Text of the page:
Whether it’s food or environment, the most important thing you can do in caring for your own skin and overall health is to pay close attention to the things that affect you. If you eat something and observe an adverse reaction to it, then it’s probably hurting you. It sounds rudimentary and obvious, but it’s very easy to ignore these quiet signals in our busy day-to-day lives. The more you keep track of things that do and don’t work well for your body, the more you can tip the scale towards day-to-day overall health.
Personally, I experience more discomfort with my skin when I a) don’t hydrate enough and b) consume a lot of sugar. Those are the two biggies when it comes to my body, and if I drink enough fluids and mostly avoid sugar, I rarely need to do anything for my skin other than slap on any old lotion after a shower.
I frequently hear women mention that they spent some time talking with the person in the health and beauty section of their local drugstore and bought some imported something-something that came highly recommended. Please, for goodness sakes, don’t confuse this process with getting health advice. The beauty and personal care product market is a multi-billion dollar industry in the US alone (84 billion in 2016), and it hasn’t actually solved any kinds of common skin problems. The person at the counter of the beauty boutique/makeup store/organic skincare section is a salesperson, not a dermatologist. They mean well, but they’re just there to help you shop. It’s not health advice, it’s just fun.
I’ve now had conversations with dermatologists and doctors on this subject, and from those as well as my own experience I’ve distilled some thoughts about “necessary skincare” that comprises the rules I live by. They’re very simple and don’t require buying anything fancy, which makes them boring and not fun, but they do make life easier, which is nice.
“Non-comedogenic” just means it doesn’t block your pores and cause zits and generally bad complexion. An ubiquitous example of this is Vaseline (white petroleum jelly). Yes, it’s boring. It’s also non-comedogenic, scent-free, cheap, sugar-free and gluten-free like your favorite vegan hipster protein bar, and available nearly everywhere. I use it as lip balm, face moisturizer, and on any particularly dry spots.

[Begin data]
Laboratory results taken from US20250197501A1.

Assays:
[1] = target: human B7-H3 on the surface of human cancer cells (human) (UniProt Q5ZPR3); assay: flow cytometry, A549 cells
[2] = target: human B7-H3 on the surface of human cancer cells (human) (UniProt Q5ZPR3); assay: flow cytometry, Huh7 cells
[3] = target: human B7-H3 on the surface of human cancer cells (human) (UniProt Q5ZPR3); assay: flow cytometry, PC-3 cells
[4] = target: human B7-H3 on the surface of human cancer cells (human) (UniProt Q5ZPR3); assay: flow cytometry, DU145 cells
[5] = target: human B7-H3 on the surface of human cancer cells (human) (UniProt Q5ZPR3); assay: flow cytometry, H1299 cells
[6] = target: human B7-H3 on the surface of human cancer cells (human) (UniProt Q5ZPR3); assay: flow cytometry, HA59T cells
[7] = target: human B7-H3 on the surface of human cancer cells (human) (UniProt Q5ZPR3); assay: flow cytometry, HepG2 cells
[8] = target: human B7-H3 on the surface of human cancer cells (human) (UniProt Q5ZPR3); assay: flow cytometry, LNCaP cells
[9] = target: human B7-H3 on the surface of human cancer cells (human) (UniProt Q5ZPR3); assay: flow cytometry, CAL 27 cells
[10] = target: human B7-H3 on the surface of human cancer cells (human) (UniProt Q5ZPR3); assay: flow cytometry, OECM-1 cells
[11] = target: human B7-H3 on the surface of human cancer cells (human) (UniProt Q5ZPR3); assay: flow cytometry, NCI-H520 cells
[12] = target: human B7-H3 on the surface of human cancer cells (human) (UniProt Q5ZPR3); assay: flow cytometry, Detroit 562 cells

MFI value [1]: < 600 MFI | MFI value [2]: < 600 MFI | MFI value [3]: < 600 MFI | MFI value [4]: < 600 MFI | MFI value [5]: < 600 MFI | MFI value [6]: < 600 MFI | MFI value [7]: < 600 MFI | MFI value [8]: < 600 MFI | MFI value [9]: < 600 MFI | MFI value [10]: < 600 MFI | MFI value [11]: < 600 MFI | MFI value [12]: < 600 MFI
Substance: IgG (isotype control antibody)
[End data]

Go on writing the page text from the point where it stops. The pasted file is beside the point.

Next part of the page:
You’re not going to overdose on water, so there’s literally no downside. A well-hydrated body is a healthy body with soft skin (hydration improves elasticity and can make skin look younger), growing muscles, and a happy brain. You can drink more than just plain water, of course - tea, pop, juice, and even beer counts for hydration (just be aware of sugar and calorie intake).
Gone are the days of being picky about brands and ingredients, and I’m far less stressed out for it. My only particular preference is for items that aren’t heavily scented, but even that’s got more to do with my nose than my skin. In a pinch, I can wash my body with shampoo, or my hair with bar soap, or skip the conditioner. Really. It doesn’t anywhere near ruin my day and I’m able to get on to the things I really want to do instead of wasting time fretting over skincare products.
Proper skincare while traveling or even at home doesn’t need to consist of a dozen different bottles, and there’s really no good reason not to take advantage of supplies that your accommodation provides. If I’m not staying somewhere that offers those amenities, anything cheap and uncomplicated from the nearest convenience store will work fine. Here are some simple and cheap staple brands that, in my own travels across most of Southeast Asia and North America, I’ve found to be ubiquitous:
The items I insist on flying with are only the ones I may want to use while I’m in transit - Vaseline for the lip balm and general moisturizer, and the liquid eyeliner in case I want to apply it or touch it up (but also because that’s a bit expensive to have to buy new everywhere I go, and pretty insignificant to carry with me). If I need to buy my own supplies like those listed above and I have leftovers when I’m ready to leave, I’ll just bring them along with me to the next location. Some hotels collect half-used amenities and donate them to local shelters, so if you have leftovers you don’t want to bring with you, be sure to ask if your accommodation would take them for donation.